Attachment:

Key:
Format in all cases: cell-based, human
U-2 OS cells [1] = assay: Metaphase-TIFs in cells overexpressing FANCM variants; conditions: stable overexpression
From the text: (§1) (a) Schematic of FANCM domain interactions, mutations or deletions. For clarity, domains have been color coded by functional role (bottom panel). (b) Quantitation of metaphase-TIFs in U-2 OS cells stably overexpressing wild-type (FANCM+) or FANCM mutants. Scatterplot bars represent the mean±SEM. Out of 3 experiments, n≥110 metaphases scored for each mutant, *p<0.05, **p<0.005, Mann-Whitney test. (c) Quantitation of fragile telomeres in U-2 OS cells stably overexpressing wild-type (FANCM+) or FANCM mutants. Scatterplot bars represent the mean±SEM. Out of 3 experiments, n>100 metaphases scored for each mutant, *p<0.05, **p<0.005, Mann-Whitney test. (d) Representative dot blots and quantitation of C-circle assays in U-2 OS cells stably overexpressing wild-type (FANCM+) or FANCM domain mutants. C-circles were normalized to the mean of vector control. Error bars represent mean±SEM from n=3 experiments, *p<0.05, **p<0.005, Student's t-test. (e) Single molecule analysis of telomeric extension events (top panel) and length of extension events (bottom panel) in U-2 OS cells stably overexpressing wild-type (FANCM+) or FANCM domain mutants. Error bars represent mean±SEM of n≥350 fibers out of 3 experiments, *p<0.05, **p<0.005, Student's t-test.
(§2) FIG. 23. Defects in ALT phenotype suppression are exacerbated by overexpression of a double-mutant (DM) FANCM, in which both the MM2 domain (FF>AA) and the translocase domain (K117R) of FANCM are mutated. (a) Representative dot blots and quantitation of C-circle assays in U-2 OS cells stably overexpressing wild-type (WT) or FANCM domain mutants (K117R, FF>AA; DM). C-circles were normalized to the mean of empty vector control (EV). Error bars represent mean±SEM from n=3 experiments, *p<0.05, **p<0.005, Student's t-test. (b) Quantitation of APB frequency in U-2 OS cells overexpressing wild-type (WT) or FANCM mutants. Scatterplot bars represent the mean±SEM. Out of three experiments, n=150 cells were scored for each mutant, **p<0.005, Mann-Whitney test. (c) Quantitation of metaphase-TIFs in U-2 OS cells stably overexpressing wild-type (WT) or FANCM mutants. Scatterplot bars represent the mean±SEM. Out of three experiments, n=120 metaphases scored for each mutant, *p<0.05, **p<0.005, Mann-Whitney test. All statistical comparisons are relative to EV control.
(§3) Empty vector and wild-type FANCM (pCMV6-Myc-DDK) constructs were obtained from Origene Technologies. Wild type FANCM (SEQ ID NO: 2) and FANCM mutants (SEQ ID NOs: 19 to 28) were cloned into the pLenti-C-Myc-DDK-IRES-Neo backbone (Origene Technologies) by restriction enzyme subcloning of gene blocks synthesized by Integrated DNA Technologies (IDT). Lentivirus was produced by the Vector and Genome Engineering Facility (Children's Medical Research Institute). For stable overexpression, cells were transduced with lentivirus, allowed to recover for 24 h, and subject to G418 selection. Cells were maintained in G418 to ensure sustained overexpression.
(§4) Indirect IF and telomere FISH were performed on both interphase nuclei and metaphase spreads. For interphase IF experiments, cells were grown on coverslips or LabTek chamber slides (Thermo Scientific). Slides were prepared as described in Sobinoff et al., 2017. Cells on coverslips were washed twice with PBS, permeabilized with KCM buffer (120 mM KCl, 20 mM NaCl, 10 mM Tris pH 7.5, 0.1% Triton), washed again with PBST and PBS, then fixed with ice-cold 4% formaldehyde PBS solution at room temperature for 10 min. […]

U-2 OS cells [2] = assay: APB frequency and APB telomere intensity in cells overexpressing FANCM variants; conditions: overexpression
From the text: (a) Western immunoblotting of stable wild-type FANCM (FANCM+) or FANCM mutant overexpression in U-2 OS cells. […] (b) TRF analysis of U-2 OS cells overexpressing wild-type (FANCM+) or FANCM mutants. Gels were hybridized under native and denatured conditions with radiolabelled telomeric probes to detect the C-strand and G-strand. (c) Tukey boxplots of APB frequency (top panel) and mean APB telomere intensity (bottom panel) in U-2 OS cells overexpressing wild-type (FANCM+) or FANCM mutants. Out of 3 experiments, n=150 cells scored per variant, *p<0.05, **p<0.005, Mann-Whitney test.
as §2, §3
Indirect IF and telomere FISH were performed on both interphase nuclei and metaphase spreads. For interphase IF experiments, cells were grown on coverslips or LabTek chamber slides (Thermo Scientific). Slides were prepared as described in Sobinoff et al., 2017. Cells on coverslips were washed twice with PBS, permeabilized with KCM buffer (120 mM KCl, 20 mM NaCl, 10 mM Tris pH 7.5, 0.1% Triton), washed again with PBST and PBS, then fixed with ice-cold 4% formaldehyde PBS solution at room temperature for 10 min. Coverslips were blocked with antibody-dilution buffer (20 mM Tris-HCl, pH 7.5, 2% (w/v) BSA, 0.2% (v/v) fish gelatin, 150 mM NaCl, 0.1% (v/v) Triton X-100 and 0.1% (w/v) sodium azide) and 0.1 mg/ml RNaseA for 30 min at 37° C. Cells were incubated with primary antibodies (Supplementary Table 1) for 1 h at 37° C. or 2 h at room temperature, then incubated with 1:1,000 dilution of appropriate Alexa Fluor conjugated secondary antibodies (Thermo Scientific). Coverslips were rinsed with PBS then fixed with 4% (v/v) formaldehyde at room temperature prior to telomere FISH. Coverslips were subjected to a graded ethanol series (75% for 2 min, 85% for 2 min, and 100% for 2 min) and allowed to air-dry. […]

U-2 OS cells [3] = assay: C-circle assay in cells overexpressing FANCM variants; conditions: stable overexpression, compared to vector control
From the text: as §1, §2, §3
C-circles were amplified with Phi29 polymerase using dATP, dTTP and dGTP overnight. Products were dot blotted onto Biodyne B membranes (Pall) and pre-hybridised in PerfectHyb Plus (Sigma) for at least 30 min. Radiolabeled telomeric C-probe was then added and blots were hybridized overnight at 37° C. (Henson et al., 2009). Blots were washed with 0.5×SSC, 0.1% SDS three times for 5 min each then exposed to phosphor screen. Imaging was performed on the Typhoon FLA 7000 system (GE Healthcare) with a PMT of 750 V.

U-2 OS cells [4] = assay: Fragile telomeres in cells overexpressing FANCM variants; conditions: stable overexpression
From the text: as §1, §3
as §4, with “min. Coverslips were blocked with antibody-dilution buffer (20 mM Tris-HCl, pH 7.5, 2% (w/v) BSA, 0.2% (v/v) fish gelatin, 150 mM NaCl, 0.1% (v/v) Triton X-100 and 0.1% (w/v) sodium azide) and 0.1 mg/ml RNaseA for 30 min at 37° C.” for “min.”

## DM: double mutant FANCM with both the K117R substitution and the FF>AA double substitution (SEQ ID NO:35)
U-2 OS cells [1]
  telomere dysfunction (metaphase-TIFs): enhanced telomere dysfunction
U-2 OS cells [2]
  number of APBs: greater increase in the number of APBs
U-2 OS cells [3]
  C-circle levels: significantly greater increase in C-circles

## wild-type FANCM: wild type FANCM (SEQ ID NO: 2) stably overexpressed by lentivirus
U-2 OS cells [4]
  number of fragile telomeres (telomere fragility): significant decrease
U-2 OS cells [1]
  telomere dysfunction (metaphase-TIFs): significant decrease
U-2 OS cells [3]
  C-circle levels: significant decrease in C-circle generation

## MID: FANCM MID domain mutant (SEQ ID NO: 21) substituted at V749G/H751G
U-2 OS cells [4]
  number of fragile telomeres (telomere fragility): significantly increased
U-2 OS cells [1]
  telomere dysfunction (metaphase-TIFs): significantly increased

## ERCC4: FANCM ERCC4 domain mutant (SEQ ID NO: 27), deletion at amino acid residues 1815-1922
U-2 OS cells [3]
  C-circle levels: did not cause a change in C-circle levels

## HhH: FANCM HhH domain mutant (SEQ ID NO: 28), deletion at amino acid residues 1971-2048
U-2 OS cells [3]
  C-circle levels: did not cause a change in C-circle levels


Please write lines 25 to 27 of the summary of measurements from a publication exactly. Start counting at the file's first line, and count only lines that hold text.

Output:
## wild-type FANCM: wild type FANCM (SEQ ID NO: 2) stably overexpressed by lentivirus
U-2 OS cells [4]
  number of fragile telomeres (telomere fragility): significant decrease